Tuesday, May 18, 2010

Spirit Outlet

One of the many lovely things that happened to me when I was in Santa Fe last weekend was receiving a book titled, Blood and Thunder, The Epic Story of Kit Carson and the Conquest of the American West by Hampton Sides. I started reading it on the plane on the way home and came across a passage that I would like to share…

In describing the Navajo Indians, Sides writes

“…And they were never finished. Navajos hated to complete anything - whether it was a basket, a blanket, a song, or a story. They never wanted their artifacts to be too perfect, or too closed-ended, for a definitive ending cramped the spirit of the creator and sapped the life from the art. So they left little gaps and imperfections, deliberate lacunae that kept things alive for another day. To them, comprehensiveness was tantamount to suffocation. Aesthetically and literally, Navajos always left themselves an out.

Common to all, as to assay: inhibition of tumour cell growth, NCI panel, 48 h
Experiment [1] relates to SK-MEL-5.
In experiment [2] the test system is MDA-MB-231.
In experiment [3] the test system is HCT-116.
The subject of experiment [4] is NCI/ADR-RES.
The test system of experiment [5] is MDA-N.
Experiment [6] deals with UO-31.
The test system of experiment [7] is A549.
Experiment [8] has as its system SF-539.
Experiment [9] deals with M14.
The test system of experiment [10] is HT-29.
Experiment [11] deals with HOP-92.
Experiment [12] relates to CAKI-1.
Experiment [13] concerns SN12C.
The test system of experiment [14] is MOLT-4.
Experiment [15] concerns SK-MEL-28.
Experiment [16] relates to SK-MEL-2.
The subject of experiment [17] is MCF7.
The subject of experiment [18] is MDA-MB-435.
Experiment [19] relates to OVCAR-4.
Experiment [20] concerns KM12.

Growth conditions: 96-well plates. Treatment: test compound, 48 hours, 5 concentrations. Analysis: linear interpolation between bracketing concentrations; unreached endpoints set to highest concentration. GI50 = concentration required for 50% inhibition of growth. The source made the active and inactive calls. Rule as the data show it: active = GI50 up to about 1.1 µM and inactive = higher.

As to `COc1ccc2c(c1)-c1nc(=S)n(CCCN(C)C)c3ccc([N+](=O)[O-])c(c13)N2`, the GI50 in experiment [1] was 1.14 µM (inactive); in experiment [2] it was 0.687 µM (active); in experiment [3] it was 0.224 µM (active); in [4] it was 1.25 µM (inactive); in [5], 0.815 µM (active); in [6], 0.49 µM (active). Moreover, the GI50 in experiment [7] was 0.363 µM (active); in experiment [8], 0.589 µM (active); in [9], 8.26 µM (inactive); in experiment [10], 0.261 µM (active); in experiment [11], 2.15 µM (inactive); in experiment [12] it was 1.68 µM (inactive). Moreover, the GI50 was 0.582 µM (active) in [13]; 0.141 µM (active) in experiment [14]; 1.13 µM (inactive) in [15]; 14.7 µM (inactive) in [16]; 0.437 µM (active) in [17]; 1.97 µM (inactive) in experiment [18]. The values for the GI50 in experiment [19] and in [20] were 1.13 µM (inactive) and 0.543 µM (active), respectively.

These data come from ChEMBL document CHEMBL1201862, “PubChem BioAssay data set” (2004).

Even today, Navajo blankets often have a faint imperfection designed to let the creation breathe - a thin line that originates from the center and extends all the way to the edge, sometimes with a single thread dangling from its border; tellingly, the Navajos call this intentional flaw the “spirit outlet.”

© 2004 Jane Fulton Alt; Winged


Anonymous said...

This is a concept I'd never before considered. My own spirit would more than likely be well served incorporating some of these beliefs into my life.

Thank you for sharing this and your photograph. Tell me, what do you think is imperfect about that?

Jane Fulton Alt said...

not sure what "that" is...
please clarify

Mojo said...

I've heard it said that da Vinci never actually finished the Mona Lisa. Probably for very different reasons (the same story goes that he was never all that fond of that painting) but perhaps not.

But that sharp intake of breath you just heard was my reaction to this photo. Which is the only way I can put that reaction into words. Because all of the words I know seem inadequate.